For months, Cindy Emefa Coffee had planned a research trip to Ghana, on Africa’s west coast. There, the Wellesley College junior would explore turning organic waste into animal feed, a process that could aid one of the world’s poorest regions.
But then the Ebola epidemic struck, killing people by the hundreds just a few countries over from Ghana. Would Coffee, 21, remain in Massachusetts, or head to Africa?
“Yes, I did have concerns,” she said in a telephone interview last week from Accra, the capital of Ghana. “But I don’t regret being here.”
But while some students and their colleges are sticking with long-scheduled academic travel to Africa, other colleges are canceling trips there.
A group of medical students and faculty from the University of New England in Maine scrapped plans to go to Ghana last week. The University of Illinois suspended its fall study-abroad program in Ebola-stricken Sierra Leone and said it would rigorously screen students returning from Western Africa.
Harvard University administrators issued an advisory last Friday urging students and staff members to avoid all but essential travel to the three countries at the epicenter of the outbreak — Guinea, Sierra Leone, and Liberia.
The letter from Harvard’s provost said that anyone affiliated with the university who in the past four weeks visited those three nations or Nigeria, which has a small number of cases, should contact the school’s health services office for a telephone assessment before returning to campus.
More than 1,000 people in West Africa have died from Ebola in recent months, and last Friday, the World Health Organization declared an international public health emergency.
The worst Ebola outbreak in history has emerged as US universities prepare to dispatch students for study abroad during the fall semester.
Boston College has two students bound for Ghana. Tufts University has seven students studying there for the fall semester, said Sheila Bayne, director of the university's study-abroad program. They arrived late last month and will stay until December.
Two other Tufts students took leaves of absence to do research in Senegal, she said. Senegal shares a border with one of the affected countries, Guinea, but has not reported any Ebola cases.
Tufts students in Ghana have not expressed concerns to administrators, Bayne said. Only one parent responded to an advisory Bayne e-mailed students and their families, thanking Bayne for the note and letting her know her son was safe.
“People realize that the disease is at present contained,” Bayne said. “We’re hoping that it stays that way.”
Coffee spoke with relatives and academic advisers, including project coordinators at the Massachusetts Institute of Technology, before deciding to go ahead with research in her native Ghana. She went amid assurances from university administrators that they are closely monitoring medical reports from western Africa.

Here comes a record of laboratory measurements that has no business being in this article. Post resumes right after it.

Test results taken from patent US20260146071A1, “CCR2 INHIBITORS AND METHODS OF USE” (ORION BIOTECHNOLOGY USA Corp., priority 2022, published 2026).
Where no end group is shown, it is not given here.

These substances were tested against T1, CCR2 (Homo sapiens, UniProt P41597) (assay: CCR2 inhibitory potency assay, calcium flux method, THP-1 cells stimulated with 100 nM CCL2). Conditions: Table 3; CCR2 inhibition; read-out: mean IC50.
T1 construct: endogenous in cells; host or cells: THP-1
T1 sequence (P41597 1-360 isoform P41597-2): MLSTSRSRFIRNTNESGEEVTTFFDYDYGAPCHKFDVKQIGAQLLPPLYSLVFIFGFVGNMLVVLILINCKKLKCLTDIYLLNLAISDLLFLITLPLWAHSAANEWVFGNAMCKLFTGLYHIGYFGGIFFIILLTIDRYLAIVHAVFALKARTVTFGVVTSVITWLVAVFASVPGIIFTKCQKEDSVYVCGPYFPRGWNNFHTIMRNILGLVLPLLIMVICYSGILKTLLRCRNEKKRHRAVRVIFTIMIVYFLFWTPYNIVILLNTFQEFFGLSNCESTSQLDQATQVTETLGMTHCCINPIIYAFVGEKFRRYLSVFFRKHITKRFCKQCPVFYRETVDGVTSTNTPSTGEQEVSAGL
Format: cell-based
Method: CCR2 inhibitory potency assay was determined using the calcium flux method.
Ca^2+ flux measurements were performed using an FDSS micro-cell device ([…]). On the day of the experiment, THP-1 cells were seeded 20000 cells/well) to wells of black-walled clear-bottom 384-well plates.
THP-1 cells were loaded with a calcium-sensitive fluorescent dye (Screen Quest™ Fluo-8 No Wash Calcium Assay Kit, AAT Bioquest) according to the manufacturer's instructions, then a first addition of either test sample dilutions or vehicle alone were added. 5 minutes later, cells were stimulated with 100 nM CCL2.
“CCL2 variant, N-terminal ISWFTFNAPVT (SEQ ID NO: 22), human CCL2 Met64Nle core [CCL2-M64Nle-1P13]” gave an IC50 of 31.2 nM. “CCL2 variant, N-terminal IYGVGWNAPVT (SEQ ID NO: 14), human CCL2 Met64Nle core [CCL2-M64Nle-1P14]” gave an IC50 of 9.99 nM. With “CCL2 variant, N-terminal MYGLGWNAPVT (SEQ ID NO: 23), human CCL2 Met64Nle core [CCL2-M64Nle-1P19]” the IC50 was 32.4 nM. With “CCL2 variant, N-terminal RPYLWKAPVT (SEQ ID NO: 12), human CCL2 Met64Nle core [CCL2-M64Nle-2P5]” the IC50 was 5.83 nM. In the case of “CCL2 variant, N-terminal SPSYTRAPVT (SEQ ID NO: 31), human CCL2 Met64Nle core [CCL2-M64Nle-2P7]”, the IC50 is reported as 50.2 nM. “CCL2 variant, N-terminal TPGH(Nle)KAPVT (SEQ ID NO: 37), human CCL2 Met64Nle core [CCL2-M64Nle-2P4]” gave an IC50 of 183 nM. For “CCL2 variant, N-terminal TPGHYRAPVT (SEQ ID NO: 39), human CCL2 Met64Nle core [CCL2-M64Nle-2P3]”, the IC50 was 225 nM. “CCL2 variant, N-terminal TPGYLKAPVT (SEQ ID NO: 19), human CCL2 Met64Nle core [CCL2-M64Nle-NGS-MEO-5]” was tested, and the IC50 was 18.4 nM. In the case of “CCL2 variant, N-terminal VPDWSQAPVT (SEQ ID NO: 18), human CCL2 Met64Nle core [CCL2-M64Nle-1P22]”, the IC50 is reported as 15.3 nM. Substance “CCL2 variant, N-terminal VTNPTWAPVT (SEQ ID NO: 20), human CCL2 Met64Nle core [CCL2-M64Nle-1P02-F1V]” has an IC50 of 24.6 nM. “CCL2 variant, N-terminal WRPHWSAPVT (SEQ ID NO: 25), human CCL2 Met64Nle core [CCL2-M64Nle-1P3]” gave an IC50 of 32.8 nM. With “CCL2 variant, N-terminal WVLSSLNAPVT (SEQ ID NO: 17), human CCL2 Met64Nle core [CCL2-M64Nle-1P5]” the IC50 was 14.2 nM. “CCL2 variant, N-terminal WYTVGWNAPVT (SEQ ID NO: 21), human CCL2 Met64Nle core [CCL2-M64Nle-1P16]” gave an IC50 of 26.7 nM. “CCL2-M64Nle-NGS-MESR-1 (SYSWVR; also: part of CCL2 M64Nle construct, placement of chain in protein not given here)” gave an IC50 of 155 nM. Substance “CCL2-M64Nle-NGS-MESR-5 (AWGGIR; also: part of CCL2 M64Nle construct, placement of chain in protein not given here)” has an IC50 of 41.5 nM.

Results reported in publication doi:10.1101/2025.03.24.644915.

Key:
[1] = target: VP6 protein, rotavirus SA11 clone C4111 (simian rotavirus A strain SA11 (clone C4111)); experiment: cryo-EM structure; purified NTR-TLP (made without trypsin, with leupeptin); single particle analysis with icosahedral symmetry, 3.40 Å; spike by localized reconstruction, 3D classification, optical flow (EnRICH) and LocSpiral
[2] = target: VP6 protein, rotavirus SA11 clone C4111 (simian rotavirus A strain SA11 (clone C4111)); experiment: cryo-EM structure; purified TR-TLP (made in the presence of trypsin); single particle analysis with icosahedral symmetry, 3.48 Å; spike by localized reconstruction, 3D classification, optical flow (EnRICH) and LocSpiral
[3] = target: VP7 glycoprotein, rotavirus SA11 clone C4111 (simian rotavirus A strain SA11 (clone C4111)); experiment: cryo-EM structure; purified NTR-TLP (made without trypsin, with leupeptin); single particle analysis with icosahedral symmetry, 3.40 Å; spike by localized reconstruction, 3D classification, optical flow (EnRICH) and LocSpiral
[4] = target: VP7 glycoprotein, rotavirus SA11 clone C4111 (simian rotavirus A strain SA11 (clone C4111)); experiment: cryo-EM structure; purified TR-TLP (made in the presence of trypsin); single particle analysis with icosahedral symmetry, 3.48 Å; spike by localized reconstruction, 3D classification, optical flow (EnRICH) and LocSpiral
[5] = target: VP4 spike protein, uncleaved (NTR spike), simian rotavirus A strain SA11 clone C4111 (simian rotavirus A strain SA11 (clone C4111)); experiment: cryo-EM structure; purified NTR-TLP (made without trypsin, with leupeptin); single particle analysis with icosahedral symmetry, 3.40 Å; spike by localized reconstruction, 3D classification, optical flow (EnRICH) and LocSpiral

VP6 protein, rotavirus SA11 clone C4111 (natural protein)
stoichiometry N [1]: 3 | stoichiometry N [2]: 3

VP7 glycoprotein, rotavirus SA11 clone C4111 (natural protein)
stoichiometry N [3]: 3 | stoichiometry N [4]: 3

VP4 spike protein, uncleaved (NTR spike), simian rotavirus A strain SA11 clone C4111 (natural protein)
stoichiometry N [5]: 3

Since arriving last week, Coffee has driven up and down the country, through cities and the countryside, carrying a supply of hand sanitizer and aerosol disinfectants everywhere she goes, even though Ebola is spread by close personal contact and does not travel through the air. She avoids public transportation to lessen contact with other people.
And under no circumstances does she eat bush meat — food made from the remains of monkeys, bats, and rats that is popular in parts of the region and possibly responsible for transmitting Ebola from animals to humans.
“My parents said, ‘As long as you don’t eat this meat, you should be fine,’ ” Coffee said.
Though no Ebola cases have been reported in Ghana, tucked in the middle of coastal West Africa, the nation is only hours away from countries hit by the virulent disease.
Ghanaian authorities have recently blocked flights and restricted immigration in an effort to prevent the arrival of the disease in the country of 25 million people.
Donna A. Patterson, a professor of African studies at Wellesley University specializing in health issues and Coffee’s adviser, said people were right to have concerns about Ebola spreading to Ghana.
“They’re legitimate because the borders are so porous, and people can continue to move.” she said.
To the west, Ivory Coast (Côte d’Ivoire) buffers Ghana from Ebola-stricken Guinea and Liberia, two countries where more than 1,000 people have been infected, more than 600 fatally, according to the World Health Organization.
To the east, Nigeria is two countries over from Ghana, but its biggest city is only a six-hour car trip away. A small cluster of cases has been reported in Lagos.
The outbreaks began in March but spread rapidly last month. Underscoring the danger of the disease and the urgency of global efforts to stop its spread, the Centers for Disease Control and Prevention raised its alert for Ebola to the highest level Thursday.
Coffee’s work may involve coming into proximity with human waste that contains bodily fluids, through which Ebola is spread.